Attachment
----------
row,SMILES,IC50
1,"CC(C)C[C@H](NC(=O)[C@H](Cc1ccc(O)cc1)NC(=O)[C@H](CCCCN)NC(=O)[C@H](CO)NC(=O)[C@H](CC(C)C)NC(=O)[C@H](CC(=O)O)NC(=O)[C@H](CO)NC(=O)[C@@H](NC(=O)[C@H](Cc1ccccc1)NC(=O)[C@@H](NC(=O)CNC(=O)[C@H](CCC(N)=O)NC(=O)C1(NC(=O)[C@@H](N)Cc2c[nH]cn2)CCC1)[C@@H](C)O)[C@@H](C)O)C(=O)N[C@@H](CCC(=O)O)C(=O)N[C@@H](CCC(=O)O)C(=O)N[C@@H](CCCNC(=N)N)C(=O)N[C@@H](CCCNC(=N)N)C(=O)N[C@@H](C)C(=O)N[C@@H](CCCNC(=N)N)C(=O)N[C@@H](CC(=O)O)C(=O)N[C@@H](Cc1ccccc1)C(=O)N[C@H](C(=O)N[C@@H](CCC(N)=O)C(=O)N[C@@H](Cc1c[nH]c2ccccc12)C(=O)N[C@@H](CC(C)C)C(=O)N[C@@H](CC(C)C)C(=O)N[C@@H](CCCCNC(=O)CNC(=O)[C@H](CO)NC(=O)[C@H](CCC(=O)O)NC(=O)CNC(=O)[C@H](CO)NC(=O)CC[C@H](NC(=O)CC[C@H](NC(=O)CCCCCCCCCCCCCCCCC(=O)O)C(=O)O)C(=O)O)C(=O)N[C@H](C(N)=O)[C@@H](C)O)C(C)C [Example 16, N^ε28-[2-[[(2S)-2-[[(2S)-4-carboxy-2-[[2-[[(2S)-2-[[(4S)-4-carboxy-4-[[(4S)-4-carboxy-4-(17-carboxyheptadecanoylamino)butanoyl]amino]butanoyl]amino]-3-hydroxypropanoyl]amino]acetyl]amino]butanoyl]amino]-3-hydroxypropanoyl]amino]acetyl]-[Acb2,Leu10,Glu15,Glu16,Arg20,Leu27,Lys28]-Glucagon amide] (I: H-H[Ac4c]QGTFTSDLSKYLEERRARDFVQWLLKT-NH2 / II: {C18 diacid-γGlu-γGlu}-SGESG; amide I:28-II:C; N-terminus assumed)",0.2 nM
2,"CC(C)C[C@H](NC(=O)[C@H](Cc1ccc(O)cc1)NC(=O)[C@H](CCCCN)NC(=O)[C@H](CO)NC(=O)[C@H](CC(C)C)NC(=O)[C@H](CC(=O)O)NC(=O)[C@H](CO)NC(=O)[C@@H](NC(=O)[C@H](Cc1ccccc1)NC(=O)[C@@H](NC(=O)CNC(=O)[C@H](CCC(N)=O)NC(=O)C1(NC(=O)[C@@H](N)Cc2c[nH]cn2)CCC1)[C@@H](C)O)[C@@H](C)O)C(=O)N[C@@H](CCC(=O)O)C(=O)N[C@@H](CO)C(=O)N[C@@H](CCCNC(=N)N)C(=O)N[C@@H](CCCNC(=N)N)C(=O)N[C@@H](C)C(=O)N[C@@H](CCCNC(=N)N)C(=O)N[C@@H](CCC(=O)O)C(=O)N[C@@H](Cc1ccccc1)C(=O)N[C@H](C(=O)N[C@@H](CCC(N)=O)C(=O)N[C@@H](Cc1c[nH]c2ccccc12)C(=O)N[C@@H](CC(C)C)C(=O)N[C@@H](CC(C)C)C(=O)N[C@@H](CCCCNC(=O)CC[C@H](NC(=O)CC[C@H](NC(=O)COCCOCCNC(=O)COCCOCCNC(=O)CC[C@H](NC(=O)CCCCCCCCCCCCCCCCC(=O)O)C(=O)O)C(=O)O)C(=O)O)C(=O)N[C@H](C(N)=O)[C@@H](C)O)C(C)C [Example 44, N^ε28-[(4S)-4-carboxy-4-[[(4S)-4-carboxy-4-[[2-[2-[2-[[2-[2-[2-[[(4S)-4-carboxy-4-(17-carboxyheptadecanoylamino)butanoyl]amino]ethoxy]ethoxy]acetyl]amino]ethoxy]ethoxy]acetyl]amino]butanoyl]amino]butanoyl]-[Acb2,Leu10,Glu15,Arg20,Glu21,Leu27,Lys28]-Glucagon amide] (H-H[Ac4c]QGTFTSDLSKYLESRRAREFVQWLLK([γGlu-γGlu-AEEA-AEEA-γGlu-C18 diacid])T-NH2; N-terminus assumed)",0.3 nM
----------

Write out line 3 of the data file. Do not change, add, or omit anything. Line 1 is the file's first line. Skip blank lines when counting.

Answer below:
2,"CC(C)C[C@H](NC(=O)[C@H](Cc1ccc(O)cc1)NC(=O)[C@H](CCCCN)NC(=O)[C@H](CO)NC(=O)[C@H](CC(C)C)NC(=O)[C@H](CC(=O)O)NC(=O)[C@H](CO)NC(=O)[C@@H](NC(=O)[C@H](Cc1ccccc1)NC(=O)[C@@H](NC(=O)CNC(=O)[C@H](CCC(N)=O)NC(=O)C1(NC(=O)[C@@H](N)Cc2c[nH]cn2)CCC1)[C@@H](C)O)[C@@H](C)O)C(=O)N[C@@H](CCC(=O)O)C(=O)N[C@@H](CO)C(=O)N[C@@H](CCCNC(=N)N)C(=O)N[C@@H](CCCNC(=N)N)C(=O)N[C@@H](C)C(=O)N[C@@H](CCCNC(=N)N)C(=O)N[C@@H](CCC(=O)O)C(=O)N[C@@H](Cc1ccccc1)C(=O)N[C@H](C(=O)N[C@@H](CCC(N)=O)C(=O)N[C@@H](Cc1c[nH]c2ccccc12)C(=O)N[C@@H](CC(C)C)C(=O)N[C@@H](CC(C)C)C(=O)N[C@@H](CCCCNC(=O)CC[C@H](NC(=O)CC[C@H](NC(=O)COCCOCCNC(=O)COCCOCCNC(=O)CC[C@H](NC(=O)CCCCCCCCCCCCCCCCC(=O)O)C(=O)O)C(=O)O)C(=O)O)C(=O)N[C@H](C(N)=O)[C@@H](C)O)C(C)C [Example 44, N^ε28-[(4S)-4-carboxy-4-[[(4S)-4-carboxy-4-[[2-[2-[2-[[2-[2-[2-[[(4S)-4-carboxy-4-(17-carboxyheptadecanoylamino)butanoyl]amino]ethoxy]ethoxy]acetyl]amino]ethoxy]ethoxy]acetyl]amino]butanoyl]amino]butanoyl]-[Acb2,Leu10,Glu15,Arg20,Glu21,Leu27,Lys28]-Glucagon amide] (H-H[Ac4c]QGTFTSDLSKYLESRRAREFVQWLLK([γGlu-γGlu-AEEA-AEEA-γGlu-C18 diacid])T-NH2; N-terminus assumed)",0.3 nM